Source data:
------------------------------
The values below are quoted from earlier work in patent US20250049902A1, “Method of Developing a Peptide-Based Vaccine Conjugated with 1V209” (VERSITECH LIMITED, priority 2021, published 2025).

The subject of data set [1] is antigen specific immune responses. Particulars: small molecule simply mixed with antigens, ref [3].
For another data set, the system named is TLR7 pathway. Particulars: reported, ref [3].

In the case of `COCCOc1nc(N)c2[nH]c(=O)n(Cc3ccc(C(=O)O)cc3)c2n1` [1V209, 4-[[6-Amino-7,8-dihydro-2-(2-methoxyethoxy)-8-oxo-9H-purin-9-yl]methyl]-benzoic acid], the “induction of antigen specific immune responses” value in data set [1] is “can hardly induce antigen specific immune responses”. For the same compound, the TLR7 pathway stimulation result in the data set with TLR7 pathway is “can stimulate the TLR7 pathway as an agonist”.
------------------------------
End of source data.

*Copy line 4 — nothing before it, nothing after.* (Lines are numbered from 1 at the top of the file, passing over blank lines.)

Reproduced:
In the case of `COCCOc1nc(N)c2[nH]c(=O)n(Cc3ccc(C(=O)O)cc3)c2n1` [1V209, 4-[[6-Amino-7,8-dihydro-2-(2-methoxyethoxy)-8-oxo-9H-purin-9-yl]methyl]-benzoic acid], the “induction of antigen specific immune responses” value in data set [1] is “can hardly induce antigen specific immune responses”. For the same compound, the TLR7 pathway stimulation result in the data set with TLR7 pathway is “can stimulate the TLR7 pathway as an agonist”.